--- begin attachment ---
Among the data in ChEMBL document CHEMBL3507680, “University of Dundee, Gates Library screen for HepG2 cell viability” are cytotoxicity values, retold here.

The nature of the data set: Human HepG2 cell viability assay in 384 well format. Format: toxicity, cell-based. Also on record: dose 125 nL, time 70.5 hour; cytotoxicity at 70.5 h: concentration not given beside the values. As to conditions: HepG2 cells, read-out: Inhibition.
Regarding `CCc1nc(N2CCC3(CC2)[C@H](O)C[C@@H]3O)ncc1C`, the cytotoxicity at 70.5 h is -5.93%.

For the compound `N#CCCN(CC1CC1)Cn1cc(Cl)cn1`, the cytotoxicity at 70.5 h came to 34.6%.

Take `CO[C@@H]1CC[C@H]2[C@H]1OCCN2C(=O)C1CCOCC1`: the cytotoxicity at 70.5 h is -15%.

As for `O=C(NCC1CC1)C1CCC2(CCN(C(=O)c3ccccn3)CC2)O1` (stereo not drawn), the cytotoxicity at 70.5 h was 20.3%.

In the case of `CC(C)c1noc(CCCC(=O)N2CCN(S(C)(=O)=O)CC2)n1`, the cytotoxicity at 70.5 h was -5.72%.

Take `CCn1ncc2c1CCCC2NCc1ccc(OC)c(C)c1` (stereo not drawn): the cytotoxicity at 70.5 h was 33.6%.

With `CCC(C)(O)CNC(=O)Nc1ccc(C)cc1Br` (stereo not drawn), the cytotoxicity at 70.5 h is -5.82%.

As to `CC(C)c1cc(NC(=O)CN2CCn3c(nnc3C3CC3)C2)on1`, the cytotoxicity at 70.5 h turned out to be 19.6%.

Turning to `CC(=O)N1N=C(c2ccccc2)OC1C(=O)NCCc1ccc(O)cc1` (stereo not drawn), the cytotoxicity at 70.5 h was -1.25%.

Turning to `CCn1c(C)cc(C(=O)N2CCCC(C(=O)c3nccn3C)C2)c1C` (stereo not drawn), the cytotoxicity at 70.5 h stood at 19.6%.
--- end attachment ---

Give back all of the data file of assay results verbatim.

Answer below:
Among the data in ChEMBL document CHEMBL3507680, “University of Dundee, Gates Library screen for HepG2 cell viability” are cytotoxicity values, retold here.

The nature of the data set: Human HepG2 cell viability assay in 384 well format. Format: toxicity, cell-based. Also on record: dose 125 nL, time 70.5 hour; cytotoxicity at 70.5 h: concentration not given beside the values. As to conditions: HepG2 cells, read-out: Inhibition.
Regarding `CCc1nc(N2CCC3(CC2)[C@H](O)C[C@@H]3O)ncc1C`, the cytotoxicity at 70.5 h is -5.93%.

For the compound `N#CCCN(CC1CC1)Cn1cc(Cl)cn1`, the cytotoxicity at 70.5 h came to 34.6%.

Take `CO[C@@H]1CC[C@H]2[C@H]1OCCN2C(=O)C1CCOCC1`: the cytotoxicity at 70.5 h is -15%.

As for `O=C(NCC1CC1)C1CCC2(CCN(C(=O)c3ccccn3)CC2)O1` (stereo not drawn), the cytotoxicity at 70.5 h was 20.3%.

In the case of `CC(C)c1noc(CCCC(=O)N2CCN(S(C)(=O)=O)CC2)n1`, the cytotoxicity at 70.5 h was -5.72%.

Take `CCn1ncc2c1CCCC2NCc1ccc(OC)c(C)c1` (stereo not drawn): the cytotoxicity at 70.5 h was 33.6%.

With `CCC(C)(O)CNC(=O)Nc1ccc(C)cc1Br` (stereo not drawn), the cytotoxicity at 70.5 h is -5.82%.

As to `CC(C)c1cc(NC(=O)CN2CCn3c(nnc3C3CC3)C2)on1`, the cytotoxicity at 70.5 h turned out to be 19.6%.

Turning to `CC(=O)N1N=C(c2ccccc2)OC1C(=O)NCCc1ccc(O)cc1` (stereo not drawn), the cytotoxicity at 70.5 h was -1.25%.

Turning to `CCn1c(C)cc(C(=O)N2CCCC(C(=O)c3nccn3C)C2)c1C` (stereo not drawn), the cytotoxicity at 70.5 h stood at 19.6%.